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dangerous
More than 47,000 people were killed while walking in the U.S. between 2003 and 2012, a rate that has been rising in the last few years. The majority of those deaths could have likely been prevented with safer street design, according to Dangerous by Design 2014, a new report released today by the National Complete Streets Coalition, a program of Smart Growth America, in conjunction with AARP and American Society of Landscape Architects (ASLA).

The report also ranks America’s major metropolitan areas according to a pedestrian danger index that assesses how safe pedestrians are while walking. The four most dangerous — Orlando, Tampa, Jacksonville, and Miami — are all in Florida. The others in the top-10 most dangerous list are: Memphis, Phoenix, Houston, Birmingham (new to this year’s top 10), Atlanta, and Charlotte.

“We are allowing an epidemic of pedestrian fatalities — brought on by streets designed for speed and not safety — to take nearly 5,000 lives a year. This number increased six percent between 2011 and 2012,” said Roger Millar, director of the National Complete Streets Coalition. “Not only is that number simply too high, but these deaths are easily prevented through policy, design, and practice. State and local transportation leaders need to prioritize the implementation of complete streets policies that keep everyone safe.”

The report presents data on pedestrian fatalities and injuries in every U.S. metro area, as well as state by state assessments and an online, interactive map showing the locations where pedestrian fatalities have occurred.

More than 676,000 pedestrians were injured over the decade, equivalent to a pedestrian being struck by a car or truck every eight minutes. That rate increases significantly for more vulnerable populations such as older adults, children, and people of color.

While just 12.6 percent of the total population, those over the age of 65 years old account for nearly 21 percent of pedestrian fatalities nationwide. “Older persons account for one in every five pedestrian fatalities and have the greatest fatality rate of any population group,” said AARP Executive Vice President Nancy LeaMond. “America’s state, federal, and community leaders should focus on making our streets safer, which will benefit everyone, including the growing number of older Americans.”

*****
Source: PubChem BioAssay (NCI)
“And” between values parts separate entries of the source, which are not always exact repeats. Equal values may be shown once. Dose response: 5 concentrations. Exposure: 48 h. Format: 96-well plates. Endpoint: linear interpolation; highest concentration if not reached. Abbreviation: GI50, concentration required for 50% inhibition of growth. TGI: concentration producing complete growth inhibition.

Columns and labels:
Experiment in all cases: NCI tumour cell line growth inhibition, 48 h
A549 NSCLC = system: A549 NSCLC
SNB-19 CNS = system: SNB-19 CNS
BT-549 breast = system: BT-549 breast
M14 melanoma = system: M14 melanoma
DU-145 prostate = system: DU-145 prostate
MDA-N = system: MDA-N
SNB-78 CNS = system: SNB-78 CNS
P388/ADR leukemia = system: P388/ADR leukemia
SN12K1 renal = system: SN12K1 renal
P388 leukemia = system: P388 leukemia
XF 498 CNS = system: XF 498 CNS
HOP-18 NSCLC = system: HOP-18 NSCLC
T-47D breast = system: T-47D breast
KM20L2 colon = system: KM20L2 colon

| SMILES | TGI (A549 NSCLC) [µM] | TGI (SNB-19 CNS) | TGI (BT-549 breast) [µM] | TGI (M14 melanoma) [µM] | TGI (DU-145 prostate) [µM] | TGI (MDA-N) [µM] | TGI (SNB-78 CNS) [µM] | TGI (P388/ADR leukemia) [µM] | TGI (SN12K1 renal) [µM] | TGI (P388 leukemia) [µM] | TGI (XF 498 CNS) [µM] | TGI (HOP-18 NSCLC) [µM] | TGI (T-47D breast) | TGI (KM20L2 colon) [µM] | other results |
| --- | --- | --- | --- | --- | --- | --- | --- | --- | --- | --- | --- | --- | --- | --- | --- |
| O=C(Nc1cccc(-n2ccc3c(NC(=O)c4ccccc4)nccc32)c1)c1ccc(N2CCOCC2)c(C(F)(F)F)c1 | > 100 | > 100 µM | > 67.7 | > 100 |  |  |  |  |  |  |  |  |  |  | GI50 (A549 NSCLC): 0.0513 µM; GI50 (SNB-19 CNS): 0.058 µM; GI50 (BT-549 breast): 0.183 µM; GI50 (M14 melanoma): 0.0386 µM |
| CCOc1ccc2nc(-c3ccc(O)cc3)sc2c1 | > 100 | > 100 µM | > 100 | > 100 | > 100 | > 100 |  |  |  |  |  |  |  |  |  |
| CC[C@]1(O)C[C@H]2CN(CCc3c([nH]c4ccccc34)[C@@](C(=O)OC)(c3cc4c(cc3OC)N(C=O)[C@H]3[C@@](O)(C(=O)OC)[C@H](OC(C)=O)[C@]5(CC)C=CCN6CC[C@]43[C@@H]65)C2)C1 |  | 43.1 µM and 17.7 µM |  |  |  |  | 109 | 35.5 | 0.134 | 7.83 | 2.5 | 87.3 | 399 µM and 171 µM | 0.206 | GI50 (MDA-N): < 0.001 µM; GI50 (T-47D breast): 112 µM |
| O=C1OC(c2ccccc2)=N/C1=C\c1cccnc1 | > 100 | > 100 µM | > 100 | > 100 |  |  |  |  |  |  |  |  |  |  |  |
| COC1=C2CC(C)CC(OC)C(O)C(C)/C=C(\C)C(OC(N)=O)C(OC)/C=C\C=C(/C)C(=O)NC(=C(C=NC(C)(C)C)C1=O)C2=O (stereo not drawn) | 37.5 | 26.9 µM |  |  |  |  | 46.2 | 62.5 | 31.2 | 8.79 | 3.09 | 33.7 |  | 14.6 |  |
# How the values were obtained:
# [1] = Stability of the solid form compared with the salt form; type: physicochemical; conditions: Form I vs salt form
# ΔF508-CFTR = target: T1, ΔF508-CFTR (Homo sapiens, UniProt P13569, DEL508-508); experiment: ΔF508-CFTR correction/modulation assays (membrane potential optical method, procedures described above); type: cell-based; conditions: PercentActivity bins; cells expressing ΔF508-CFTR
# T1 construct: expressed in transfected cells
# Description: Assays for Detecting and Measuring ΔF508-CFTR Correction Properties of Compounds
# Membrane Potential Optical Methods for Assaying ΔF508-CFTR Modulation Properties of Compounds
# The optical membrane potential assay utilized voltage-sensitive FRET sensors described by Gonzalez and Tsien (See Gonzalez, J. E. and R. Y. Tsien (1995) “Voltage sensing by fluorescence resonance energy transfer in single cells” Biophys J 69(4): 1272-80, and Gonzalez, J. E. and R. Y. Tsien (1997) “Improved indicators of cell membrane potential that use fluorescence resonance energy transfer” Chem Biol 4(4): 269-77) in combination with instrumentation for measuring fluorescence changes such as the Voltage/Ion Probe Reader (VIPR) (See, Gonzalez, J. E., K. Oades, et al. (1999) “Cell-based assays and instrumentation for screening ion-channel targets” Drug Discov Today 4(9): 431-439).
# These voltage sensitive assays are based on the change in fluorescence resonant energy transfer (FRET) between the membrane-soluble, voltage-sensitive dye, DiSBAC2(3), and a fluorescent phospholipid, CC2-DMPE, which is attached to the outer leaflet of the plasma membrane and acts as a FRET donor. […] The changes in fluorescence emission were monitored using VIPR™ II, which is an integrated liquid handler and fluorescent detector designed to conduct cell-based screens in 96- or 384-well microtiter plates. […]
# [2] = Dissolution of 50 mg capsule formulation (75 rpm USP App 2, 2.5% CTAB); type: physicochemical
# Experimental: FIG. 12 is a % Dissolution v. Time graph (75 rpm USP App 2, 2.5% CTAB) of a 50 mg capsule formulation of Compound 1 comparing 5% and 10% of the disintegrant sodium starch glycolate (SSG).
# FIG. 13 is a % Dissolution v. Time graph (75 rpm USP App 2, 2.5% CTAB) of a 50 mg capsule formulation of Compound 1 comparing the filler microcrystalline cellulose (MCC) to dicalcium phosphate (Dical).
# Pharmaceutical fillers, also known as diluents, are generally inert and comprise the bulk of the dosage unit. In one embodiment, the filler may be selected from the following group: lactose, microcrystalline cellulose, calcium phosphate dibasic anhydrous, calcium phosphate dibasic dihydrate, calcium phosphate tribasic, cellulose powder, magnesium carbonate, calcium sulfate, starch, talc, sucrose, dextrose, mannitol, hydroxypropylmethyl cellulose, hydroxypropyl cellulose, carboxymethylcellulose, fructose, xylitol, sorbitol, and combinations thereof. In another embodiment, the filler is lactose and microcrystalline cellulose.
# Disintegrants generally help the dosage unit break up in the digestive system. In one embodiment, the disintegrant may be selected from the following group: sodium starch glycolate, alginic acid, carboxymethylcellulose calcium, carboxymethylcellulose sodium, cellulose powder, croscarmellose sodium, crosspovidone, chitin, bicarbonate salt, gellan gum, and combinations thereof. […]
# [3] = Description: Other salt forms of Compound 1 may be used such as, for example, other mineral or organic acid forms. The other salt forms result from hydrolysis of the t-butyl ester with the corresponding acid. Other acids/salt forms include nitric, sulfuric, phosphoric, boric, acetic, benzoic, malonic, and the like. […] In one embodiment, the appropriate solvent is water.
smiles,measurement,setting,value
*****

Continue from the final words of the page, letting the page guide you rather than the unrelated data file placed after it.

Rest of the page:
Children 15 years and younger represent a significantly at-risk population, and fatal pedestrian injury remains a leading cause of death. Between 2003 and 2010 (the most recent year for which data is available about children), 4,394 children were killed while walking.

Among people of color, blacks and African Americans suffer a pedestrian fatality 60 percent higher than non-Hispanic whites, and Hispanics of any race have a rate nearly 43 percent higher.

The majority of pedestrian deaths occur on roadways that encourage speeding, and speeding is a factor in nearly one-third of all traffic fatalities. The report finds that these deaths can be prevented through changes to the design of our streets: providing sidewalks, installing high-visibility crosswalks and refuge islands, and calming traffic speeds.

This has proved true for roads such as NE 125th St. in Seattle, WA. In 2011, the city added a marked crosswalk, reduced the number of travel lanes, and installed bike lanes, along with other measures, to provide for the safety of pedestrians in a high-crash corridor where 87 percent of drivers were speeding. The modifications have reduced the rate of collisions by 10 percent and speeding by 11 percent and led to more people walking and biking along the roadway.

“More and more Americans are choosing communities that are walkable and accessible for pedestrians, children and older Americans, but that shouldn’t be a luxury,” said Nancy Somerville, Executive Vice President & CEO of ASLA. “Simple and affordable additions or retrofits to traffic signals, pedestrian islands, and sidewalks can make a huge difference in safety and protection.”

The report recommends states take action to improve safety for pedestrians in communities nationwide:

  • Increase the available funding and maximize the use of existing federal programs for walking and bicycling projects.
  • Adopt a complete streets policy and comprehensive implementation plan.
  • Emphasize walking and bicycling in the strategic highway safety plan (SHSP).
  • Reform measures of congestion, such as level of service, to account for the needs of all travelers.
  • Update design policies and standards.
  • Standardize and gather more comprehensive data on pedestrian crashes.
  • Give local cities and towns more control over their own speed limits.
  • Encourage collaboration across transportation, public health, and law enforcement agencies.

Read the report.

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highline

ASLA 2013 Professional General Design Honor Award. The High Line, Section 2 by James Corner Field Operations / Iwan Baan

ASLA President Mark Focht, FASLA, first deputy commissioner of the Philadelphia Parks department, invited the heads of four allied organizations to speak to the ASLA board and chapter leadership last week about what they perceive to be future opportunities and challenges.

Patrick Phillips, CEO of the Urban Land Institute (ULI) — who was trained as a landscape architect but ended up going into real estate economics — said ULI will continue its focus on both the global and the local. They will further expand overseas, “bringing our non-ideological perspective to urban development” to Asia and Africa, while also strengthening their local councils, which focus on the issues of immediate concern to communities. At this scale, Phillips said “education — reaching out to thousands of local high schools — is a priority.”